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JUDY VALENTE: Many Catholics have never seen anything like this in their local parish — an Aztec dance honoring the mother of Jesus. It is part of the observance of the feast of Our Lady of Guadalupe, the Virgin Mary, said to have appeared before the Mexican peasant Juan Diego in the 16th century. This feast day, highly important to Hispanic Catholics, is only vaguely known to much of Catholic America. But it may be a glimpse into the future of the U.S. church.
Friar GILBERTO CAVAZOS GONZALEZ (Catholic Theological Union, Chicago): The largest Catholic population in the United States is Latino. The youngest Catholic population in the United States is Latino. The fastest growing population in the United States is Latino.
VALENTE: The distinctive forms of worship and devotion among Hispanic Catholics are practiced not by immigrants alone, but by American-born, English-speaking Hispanics as well. The intensity of their religious expression, and their growing numbers, are changing the face of the U.S. Catholic church. Estimates vary, but the percentage of American Catholics who are Hispanic is anywhere from one-third to 40 percent, and because some Hispanics don’t register in their parishes — the undocumented, for example — some say the figure may be as high as 50 percent. What do Hispanics bring to the American church?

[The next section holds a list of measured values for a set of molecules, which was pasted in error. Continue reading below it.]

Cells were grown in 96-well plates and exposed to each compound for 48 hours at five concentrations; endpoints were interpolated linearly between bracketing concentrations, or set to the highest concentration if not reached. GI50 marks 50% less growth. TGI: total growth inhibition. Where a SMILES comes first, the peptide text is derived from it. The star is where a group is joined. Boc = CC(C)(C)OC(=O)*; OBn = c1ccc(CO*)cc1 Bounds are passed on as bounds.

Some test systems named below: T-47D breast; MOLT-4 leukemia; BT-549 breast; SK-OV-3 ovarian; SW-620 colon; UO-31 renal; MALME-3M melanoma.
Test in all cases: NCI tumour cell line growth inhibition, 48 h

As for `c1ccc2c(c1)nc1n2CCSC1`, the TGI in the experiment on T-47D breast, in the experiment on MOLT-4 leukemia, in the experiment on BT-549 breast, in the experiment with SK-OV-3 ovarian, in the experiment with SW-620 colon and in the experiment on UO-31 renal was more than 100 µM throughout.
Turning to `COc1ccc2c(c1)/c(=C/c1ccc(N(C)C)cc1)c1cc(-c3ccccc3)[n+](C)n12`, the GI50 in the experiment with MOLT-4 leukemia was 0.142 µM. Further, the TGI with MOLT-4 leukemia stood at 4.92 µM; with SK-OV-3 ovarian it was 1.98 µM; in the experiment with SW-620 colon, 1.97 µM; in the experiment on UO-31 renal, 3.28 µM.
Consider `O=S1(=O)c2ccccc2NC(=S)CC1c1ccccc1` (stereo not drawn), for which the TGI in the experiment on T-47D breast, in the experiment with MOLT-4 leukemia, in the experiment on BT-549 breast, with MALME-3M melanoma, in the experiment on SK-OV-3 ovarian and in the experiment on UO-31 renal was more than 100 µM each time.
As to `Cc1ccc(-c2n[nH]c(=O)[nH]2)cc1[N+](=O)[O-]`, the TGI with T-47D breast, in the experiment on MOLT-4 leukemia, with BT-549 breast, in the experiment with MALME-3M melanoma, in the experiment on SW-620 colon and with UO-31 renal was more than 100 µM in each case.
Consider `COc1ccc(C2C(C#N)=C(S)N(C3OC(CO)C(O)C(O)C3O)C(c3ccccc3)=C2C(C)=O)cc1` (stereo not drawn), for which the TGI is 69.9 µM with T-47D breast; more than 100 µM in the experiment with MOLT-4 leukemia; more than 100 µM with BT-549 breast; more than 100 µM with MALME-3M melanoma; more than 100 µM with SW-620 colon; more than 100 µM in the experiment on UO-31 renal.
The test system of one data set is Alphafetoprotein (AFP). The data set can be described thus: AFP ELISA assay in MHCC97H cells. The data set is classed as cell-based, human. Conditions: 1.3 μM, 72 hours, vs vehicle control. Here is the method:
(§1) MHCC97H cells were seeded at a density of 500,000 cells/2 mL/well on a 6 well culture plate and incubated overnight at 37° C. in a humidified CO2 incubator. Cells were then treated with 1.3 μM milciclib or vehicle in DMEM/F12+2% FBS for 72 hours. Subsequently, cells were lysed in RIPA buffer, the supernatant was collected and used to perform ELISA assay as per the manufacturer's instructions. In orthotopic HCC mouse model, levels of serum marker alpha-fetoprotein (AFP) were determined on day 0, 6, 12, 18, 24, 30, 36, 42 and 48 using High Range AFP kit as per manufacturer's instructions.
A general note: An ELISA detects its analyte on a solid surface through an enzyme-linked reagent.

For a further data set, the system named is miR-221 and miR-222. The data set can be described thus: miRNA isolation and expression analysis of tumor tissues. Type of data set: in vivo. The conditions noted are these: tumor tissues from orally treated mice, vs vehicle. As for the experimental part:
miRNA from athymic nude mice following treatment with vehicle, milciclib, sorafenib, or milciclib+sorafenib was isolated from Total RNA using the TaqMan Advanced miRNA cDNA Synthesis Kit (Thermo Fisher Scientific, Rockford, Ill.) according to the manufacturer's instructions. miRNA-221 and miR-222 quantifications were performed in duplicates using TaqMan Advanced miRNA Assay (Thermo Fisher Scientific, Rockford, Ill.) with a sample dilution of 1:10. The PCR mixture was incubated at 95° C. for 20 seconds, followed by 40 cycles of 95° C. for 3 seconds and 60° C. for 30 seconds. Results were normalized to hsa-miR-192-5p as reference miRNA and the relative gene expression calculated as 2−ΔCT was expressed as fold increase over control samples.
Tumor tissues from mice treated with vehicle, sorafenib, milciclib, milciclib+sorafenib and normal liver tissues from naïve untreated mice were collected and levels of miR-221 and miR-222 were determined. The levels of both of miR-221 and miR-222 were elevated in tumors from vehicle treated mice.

Friar CAVAZOS GONZALEZ: Certainly the recognition of the presence of God in day-to-day life, in what we call the “quotidiano” — the everyday, day-in routine, humdrum of life.
VALENTE: This is the home of Martin and Victoria Enciso, Mexican immigrants who belong to Good Shepherd parish on Chicago’s West Side.
VICTORIA ENCISO (Congregant, Good Shepherd Catholic Church, Chicago): From the moment you wake up, you kneel like a camel, and I wake up like a camel. You know how a camel wakes up, with both knees? I wake up praying.
VALENTE (to Ms. Enciso): So you wake up in the morning and you immediately get down on your knees and pray?
Ms. ENCISO: And I bless my blanket that I have and the house that I have, because if you don’t then what do you have?
VALENTE: The devotional life of Hispanic Catholics takes some dramatic forms. On a frigid December night people from Good Shepherd walk through the streets of Chicago, a procession in honor of the Virgin of Guadalupe. At five o’clock the next morning, their church is packed for the mananitas, an hour of singing praise to the Virgin.
Father MARCO ANTONIO MERCADO (Pastor, Good Shepherd Catholic Church, Chicago): The first thing we want Our Lady to listen to in the morning is the music from her beloved sons and daughters. So that’s the meaning of the mananitas.
VALENTE: Latino Catholics do not attend Mass any more frequently than other Catholics, but there is a fervency to their worship, and essential to that worship is the Spanish language.
Friar CAVAZOS GONZALEZ: It took me a while before I realized that God understands English, and I think that people like to pray in the language that they’re comfortable in. I think that people like to pray in the language of their heart.